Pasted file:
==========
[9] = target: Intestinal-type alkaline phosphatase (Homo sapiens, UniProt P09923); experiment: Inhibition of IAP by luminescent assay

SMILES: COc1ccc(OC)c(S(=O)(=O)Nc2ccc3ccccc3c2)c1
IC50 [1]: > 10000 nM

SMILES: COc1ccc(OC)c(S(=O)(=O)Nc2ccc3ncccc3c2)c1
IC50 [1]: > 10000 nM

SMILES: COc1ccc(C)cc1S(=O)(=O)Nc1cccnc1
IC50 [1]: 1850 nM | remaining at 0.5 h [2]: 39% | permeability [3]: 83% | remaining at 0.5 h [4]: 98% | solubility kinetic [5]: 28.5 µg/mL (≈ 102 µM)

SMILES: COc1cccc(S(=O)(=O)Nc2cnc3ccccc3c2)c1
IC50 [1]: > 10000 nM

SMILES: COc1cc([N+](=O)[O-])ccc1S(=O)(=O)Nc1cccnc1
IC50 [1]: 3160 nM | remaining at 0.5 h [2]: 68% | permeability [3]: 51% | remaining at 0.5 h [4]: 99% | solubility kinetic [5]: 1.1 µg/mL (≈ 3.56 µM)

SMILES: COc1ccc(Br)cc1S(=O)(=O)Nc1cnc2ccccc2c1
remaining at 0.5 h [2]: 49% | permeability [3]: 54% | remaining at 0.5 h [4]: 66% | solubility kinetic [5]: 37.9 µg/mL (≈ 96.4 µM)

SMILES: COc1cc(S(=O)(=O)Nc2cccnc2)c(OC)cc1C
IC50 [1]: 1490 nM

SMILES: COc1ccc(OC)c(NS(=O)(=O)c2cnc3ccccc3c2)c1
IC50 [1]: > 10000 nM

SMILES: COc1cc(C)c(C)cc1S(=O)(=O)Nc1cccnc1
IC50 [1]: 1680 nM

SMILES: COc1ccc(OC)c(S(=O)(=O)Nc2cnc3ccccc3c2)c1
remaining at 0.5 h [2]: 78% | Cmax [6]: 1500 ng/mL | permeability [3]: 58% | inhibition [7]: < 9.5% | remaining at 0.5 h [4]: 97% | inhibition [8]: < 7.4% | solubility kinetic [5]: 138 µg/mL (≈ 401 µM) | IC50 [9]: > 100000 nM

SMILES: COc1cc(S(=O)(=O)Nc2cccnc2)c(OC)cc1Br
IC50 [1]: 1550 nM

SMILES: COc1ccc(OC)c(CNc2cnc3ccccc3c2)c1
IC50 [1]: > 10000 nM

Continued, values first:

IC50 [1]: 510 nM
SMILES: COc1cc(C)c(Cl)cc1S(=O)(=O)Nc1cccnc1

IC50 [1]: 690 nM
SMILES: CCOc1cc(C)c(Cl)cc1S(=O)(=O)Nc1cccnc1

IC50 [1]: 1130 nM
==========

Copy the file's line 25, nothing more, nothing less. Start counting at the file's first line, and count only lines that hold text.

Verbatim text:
IC50 [1]: > 10000 nM